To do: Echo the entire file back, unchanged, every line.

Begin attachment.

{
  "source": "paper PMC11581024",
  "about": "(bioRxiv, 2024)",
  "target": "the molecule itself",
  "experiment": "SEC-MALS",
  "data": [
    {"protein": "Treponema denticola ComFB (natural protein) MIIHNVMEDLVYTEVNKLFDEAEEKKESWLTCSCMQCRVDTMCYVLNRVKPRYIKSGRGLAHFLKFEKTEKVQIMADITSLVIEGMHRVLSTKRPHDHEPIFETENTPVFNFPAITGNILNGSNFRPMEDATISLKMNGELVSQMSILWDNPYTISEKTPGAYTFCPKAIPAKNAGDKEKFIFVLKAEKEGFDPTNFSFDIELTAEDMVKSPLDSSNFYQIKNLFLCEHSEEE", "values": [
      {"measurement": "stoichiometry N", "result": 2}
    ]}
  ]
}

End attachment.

{
  "source": "paper PMC11581024",
  "about": "(bioRxiv, 2024)",
  "target": "the molecule itself",
  "experiment": "SEC-MALS",
  "data": [
    {"protein": "Treponema denticola ComFB (natural protein) MIIHNVMEDLVYTEVNKLFDEAEEKKESWLTCSCMQCRVDTMCYVLNRVKPRYIKSGRGLAHFLKFEKTEKVQIMADITSLVIEGMHRVLSTKRPHDHEPIFETENTPVFNFPAITGNILNGSNFRPMEDATISLKMNGELVSQMSILWDNPYTISEKTPGAYTFCPKAIPAKNAGDKEKFIFVLKAEKEGFDPTNFSFDIELTAEDMVKSPLDSSNFYQIKNLFLCEHSEEE", "values": [
      {"measurement": "stoichiometry N", "result": 2}
    ]}
  ]
}